Now, 'made in China' doctors in India: Twenty eight Chinese universities are promoting their MBBS degrees and are top picks for Indians. Dali University - one of the top universities in China is busy promoting their MBBS course - the top pick of several aspiring Indian students. Bimbadhar and Vamshi Krishna from Andhra Pradesh was readily accepted in this university four years back along with 300 others from their state after failing to make the grade back home. And not just the Dali University, 27 other universities across China are producing "Made in China" Indian doctors. It’s the money which makes Chinese universities the new Mecca for Indian MBBS students. The average tution fees range only between Rs 1 Lakh to Rs 2 Lakh per year. Just Rs 70,000 more is needed to cover boarding and lodging expenses. In India, the same course usually cost four times more at the very least. Every year, thousands of Indian students come to China in such universities to study medicine since early 2000, this knowing fully well that till recently, their MBBS degrees were not accepted back home. The Medical Council of India conducts a screening test for 'made in China" Indian doctors before they are allowed to practice. But Chinese University heads say that is not their problem. Last year, 3000 students went to 28 such Chinese universities to study medicine. Since 2003, nearly 25,000 Indian students have arrived here. The attraction is not just lower fees but simple admission procedures. Students who score marks of 70 per cent in Class 12 are eligible for admission. But students here complain that while studying medicine, they are forced to learn Chinese as well due to lack of English speaking faculty.Yet, China has emerged as the new game changer for aspiring Indian doctors when they fail to make the cut in India. (Sumon K Chakrabarti, accessed on 27 June 2011.)

III Global
1. India has 153000 millionaires: Report: India has moved into 12th spot in the list of countries with most millionaires. India has 153,000 millionaires, a report by Capgemini and Merrill Lynch Wealth Management has revealed. The U.S has the most millionaires at around three million and China ranks fourth with 535,000 millionaires. Japan is in second and Germany is third. Asia, with 3.3 million has the highest number of high net-worth millionaires followed by Europe's 3.1 million. Africa showed the biggest increase in the number of millionaires by region with growth of 11.1 percent, while India entered the top 12 country rankings for the first time, with 153,000. The number of millionaires in China grew by 12 percent to 534,500. Growth in the number of global millionaires slowed from 17 percent in 2009, when wealth rebounded following the credit crisis that sent stock indices to their worst annual losses since the Great Depression and slashed the value of real estate holdings, hedge-fund and private-equity investments. ( accessed on 27 June 2011.)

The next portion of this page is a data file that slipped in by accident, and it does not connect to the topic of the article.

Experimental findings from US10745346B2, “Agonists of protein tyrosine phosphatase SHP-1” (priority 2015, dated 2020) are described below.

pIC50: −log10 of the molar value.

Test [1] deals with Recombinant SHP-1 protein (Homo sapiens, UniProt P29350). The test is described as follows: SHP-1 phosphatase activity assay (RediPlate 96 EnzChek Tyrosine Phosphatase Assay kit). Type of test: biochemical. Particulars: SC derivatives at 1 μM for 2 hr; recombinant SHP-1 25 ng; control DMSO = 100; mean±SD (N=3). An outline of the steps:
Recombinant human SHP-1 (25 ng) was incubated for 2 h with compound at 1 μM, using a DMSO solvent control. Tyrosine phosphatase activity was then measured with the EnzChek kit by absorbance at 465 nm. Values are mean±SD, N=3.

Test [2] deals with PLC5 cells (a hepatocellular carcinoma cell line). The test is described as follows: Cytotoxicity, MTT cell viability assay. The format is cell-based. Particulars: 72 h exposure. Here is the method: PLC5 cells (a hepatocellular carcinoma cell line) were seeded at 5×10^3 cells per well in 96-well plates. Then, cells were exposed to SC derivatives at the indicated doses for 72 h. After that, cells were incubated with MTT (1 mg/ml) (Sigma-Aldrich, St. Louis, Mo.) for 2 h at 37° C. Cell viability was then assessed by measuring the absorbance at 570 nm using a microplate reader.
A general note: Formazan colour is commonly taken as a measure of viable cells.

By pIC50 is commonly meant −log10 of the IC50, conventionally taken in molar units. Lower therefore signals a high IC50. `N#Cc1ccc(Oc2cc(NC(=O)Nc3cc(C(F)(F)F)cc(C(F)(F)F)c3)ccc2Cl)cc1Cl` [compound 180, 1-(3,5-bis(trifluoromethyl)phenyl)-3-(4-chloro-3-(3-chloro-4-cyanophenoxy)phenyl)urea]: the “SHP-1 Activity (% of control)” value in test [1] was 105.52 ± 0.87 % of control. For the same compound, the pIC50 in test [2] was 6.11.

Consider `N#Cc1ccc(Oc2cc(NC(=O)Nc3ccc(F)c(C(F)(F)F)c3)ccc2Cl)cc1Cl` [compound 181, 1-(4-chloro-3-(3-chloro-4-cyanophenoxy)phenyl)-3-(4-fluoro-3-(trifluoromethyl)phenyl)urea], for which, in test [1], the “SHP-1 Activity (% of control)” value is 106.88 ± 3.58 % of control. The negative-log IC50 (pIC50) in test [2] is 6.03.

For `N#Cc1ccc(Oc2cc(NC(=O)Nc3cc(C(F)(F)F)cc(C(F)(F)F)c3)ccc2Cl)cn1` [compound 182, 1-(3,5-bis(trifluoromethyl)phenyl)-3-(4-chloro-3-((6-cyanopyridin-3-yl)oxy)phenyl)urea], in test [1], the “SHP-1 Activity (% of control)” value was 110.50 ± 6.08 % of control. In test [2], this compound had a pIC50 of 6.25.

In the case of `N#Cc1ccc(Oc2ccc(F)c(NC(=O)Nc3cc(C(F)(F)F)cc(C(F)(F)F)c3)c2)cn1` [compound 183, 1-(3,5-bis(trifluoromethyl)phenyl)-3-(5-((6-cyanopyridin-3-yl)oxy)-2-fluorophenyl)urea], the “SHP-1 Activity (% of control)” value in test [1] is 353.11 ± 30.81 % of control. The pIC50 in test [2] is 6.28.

2. Why Kunming is Beijing's new competitor: China is promoting the city of Kunming as the new gateway to Asia. The city in south-western China is Beijing's new competitor. Kunming is China's eternal spring city in the south-west of the country in the Yunnan province. Bordering Bhutan, Burma, Vietnam and Laos, it is strategically placed on the Silk Route from where any flight can land in most of Asian airports within five hours. The city is now actively competing with Beijing to replace the Chinese capital as the biggest destination - in trade, tourism and diplomacy. Yunnan province has already started promoting Kunming as the gateway to Asia. It's a perception problem that China wants to overcome. The name Beijing evokes some strong sentiments outside China. The Chinese leadership knows that Kunming does not come with any such baggage. Chinese President Hu Jintao has already announced that "the gateway strategy should be included in the nation's 12th Five-Year Plan. Even the government-backed Yunnan TV is being positioned to compete directly with the omnipresent China Central Television. At the 19th Kunming Import and Export Trade fair, held earlier this month, Chinese leaders were seen busy promoting Kunming as not just the next gateway to China but also the largest trade hub of the country. (Sumon K Chakrabarti, accessed on 30 June 2011.)